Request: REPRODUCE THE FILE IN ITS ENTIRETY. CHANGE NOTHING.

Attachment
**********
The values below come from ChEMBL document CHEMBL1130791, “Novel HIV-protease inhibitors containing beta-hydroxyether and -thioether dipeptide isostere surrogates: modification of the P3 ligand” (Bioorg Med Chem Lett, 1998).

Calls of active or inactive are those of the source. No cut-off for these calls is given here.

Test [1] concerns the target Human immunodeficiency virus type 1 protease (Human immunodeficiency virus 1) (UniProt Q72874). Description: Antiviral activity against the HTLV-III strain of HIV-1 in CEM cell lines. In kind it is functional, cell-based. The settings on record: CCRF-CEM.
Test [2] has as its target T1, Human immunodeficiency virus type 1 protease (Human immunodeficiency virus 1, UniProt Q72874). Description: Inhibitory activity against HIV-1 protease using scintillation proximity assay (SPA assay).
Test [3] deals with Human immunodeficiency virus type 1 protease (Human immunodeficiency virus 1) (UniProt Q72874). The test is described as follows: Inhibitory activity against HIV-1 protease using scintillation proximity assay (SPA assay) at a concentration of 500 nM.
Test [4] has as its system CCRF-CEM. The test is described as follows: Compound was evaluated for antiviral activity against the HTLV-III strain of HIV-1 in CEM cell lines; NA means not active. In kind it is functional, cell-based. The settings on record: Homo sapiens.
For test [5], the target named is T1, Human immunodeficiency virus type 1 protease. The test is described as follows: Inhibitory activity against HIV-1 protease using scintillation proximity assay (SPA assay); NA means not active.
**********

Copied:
The values below come from ChEMBL document CHEMBL1130791, “Novel HIV-protease inhibitors containing beta-hydroxyether and -thioether dipeptide isostere surrogates: modification of the P3 ligand” (Bioorg Med Chem Lett, 1998).

Calls of active or inactive are those of the source. No cut-off for these calls is given here.

Test [1] concerns the target Human immunodeficiency virus type 1 protease (Human immunodeficiency virus 1) (UniProt Q72874). Description: Antiviral activity against the HTLV-III strain of HIV-1 in CEM cell lines. In kind it is functional, cell-based. The settings on record: CCRF-CEM.
Test [2] has as its target T1, Human immunodeficiency virus type 1 protease (Human immunodeficiency virus 1, UniProt Q72874). Description: Inhibitory activity against HIV-1 protease using scintillation proximity assay (SPA assay).
Test [3] deals with Human immunodeficiency virus type 1 protease (Human immunodeficiency virus 1) (UniProt Q72874). The test is described as follows: Inhibitory activity against HIV-1 protease using scintillation proximity assay (SPA assay) at a concentration of 500 nM.
Test [4] has as its system CCRF-CEM. The test is described as follows: Compound was evaluated for antiviral activity against the HTLV-III strain of HIV-1 in CEM cell lines; NA means not active. In kind it is functional, cell-based. The settings on record: Homo sapiens.
For test [5], the target named is T1, Human immunodeficiency virus type 1 protease. The test is described as follows: Inhibitory activity against HIV-1 protease using scintillation proximity assay (SPA assay); NA means not active.